A second implication inevitably turns on definition and the parameters of the global. Any new and controversial concept will be subject to particular scrutiny in this regard but in the case of globalization part of the debate referred to above revolves around different meanings that inevitably construct the world in radically different ways. Globalization is a very fluid and flexible concept; indeed it is a very slippery customer to deal with. Nevertheless, we can begin to grasp the concept by focussing on what we might call the "primitive core" of its meanings, what Raymond Williams (1976) referred to as a "cluster". First, and most obviously, globalization indicates a specific scale of social activity: it is world-wide or planetary in scope. But how is the global qualitatively different from the much older idea of 'international'? What makes the twenty first century World Wide Web facilitating 'global communication' substantively different from the nineteenth century steamship facilitating 'international trade'? Clearly simple reference to scale needs augmenting. Second, and more subtly, globalization transcends relations between states - the 'international' or 'cross-border' processes. Globalization is constituted by 'trans-state' processes. These are activities and outcomes that occur beyond the confines of states as such: they do not merely cross borders, these processes operate as if borders were not there. Global financial markets and global warming are two very different but nevertheless classic examples of this trans-state dimension of contemporary world society.

Of particular note is the fact that these two primitive aspects of globalization are both geographical. We can agree, therefore, with Storper's (1997) claim that globalization is intrinsically geographical in nature. Using this as our starting point we identify four different ways geography relates to globalization.

First, under the heading 'geography and globalization', we consider the fact that geography as a discipline has a global tradition that far precedes the rise of globalization as a concept. This allows geographers to approach globalization through a geohistorical perspective that identifies the specificities of contemporary globalization. An important corollary of this first view of globalization through the lenses of geography as a discipline is that we avoid the charge of "presentism", namely assuming the distinctiveness of today without asking what is different about contemporary forms of globalization and what are its historical precedents.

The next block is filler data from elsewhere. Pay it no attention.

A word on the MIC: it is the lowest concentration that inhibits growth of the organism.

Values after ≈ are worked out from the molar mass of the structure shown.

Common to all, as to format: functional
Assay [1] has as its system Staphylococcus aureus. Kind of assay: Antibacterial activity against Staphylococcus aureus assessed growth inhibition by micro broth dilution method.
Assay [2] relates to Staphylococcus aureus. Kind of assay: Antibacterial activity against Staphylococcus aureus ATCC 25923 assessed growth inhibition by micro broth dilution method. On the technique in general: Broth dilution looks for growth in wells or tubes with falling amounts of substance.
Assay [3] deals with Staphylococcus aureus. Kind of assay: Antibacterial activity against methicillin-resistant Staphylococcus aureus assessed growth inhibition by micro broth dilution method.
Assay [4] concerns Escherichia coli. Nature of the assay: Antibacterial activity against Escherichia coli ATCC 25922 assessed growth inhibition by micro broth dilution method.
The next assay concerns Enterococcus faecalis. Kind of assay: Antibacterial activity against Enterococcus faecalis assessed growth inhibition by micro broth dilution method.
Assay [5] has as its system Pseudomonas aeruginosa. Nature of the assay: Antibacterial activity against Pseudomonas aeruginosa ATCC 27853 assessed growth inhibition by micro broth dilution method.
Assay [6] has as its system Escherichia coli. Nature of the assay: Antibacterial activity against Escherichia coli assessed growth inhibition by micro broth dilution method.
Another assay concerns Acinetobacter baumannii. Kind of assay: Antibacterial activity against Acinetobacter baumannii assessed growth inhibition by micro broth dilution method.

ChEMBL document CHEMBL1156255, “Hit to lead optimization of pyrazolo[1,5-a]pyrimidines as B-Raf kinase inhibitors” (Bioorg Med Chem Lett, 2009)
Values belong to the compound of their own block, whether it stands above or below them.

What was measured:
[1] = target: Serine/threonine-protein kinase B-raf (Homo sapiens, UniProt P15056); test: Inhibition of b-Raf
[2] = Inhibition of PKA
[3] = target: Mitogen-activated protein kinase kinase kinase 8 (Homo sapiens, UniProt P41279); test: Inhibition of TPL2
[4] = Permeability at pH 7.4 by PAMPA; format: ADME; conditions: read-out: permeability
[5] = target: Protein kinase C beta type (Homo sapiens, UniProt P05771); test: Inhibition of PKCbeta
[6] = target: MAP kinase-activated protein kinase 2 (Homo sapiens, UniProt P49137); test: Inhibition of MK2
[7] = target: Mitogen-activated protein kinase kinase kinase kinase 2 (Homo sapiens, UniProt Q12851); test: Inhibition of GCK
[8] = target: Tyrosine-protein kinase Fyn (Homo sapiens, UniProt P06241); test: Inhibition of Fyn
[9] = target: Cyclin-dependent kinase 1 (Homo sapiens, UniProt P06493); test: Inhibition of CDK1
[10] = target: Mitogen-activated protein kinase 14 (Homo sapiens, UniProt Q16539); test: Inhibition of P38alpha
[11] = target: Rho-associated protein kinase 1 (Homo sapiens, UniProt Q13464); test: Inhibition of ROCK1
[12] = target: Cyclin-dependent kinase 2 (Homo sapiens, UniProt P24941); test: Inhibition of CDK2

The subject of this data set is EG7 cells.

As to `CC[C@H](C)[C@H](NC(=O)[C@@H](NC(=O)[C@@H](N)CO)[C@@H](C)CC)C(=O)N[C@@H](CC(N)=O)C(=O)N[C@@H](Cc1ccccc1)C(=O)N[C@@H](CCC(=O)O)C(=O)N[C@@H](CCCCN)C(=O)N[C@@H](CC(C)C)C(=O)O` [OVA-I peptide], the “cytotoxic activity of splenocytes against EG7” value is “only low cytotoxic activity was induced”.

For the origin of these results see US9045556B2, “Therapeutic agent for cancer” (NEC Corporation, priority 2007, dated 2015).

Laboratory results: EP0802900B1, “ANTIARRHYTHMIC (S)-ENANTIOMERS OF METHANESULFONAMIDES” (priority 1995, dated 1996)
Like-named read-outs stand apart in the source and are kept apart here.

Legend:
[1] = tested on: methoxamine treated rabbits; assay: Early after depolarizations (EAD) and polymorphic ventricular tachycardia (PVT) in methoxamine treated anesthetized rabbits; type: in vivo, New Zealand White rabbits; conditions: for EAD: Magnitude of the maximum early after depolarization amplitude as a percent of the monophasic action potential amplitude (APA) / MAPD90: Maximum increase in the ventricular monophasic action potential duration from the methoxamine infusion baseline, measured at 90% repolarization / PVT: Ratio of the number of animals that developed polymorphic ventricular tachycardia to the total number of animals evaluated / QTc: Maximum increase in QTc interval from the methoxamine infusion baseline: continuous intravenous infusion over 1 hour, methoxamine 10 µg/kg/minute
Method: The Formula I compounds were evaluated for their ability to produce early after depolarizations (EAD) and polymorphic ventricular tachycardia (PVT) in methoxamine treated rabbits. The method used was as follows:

Second, under the heading 'geography in globalization', we introduce the idea that globalization is constituted by different types of spaces compared to earlier times. Here we discuss relations between 'spaces of places' and 'spaces of flows'. An important corollary of this second view of globalization through the lenses of geographies of relations is that we avoid the notion of the global as a stage, an inert space on which events inevitably unfold.

Third, under the heading 'geography of globalization', we describe the spatial distribution of things 'global'; differing intensities of much that is considered under globalization reveals traditional power geographies not only maintained but enhanced by globalization. An important corollary of this third view of globalization through the lenses of geographical differences is that we can avoid the charge of 'totalization', the idea that globalization is an all-encompassing narrative, a seamless field of connections which over-determines social change.

Fourth, under the heading 'geography for and against globalization', we look at reactions to globalization, at place-based resistances to trans-state processes and cosmopolitan embraces of globalization. An important corollary of this fourth view of globalization through political geography lenses is that we avoid seeing globalization as heir to the cosmopolitan tradition, the Euro-Americo-centric progressive thinking that undervalues the essential variety of humanity.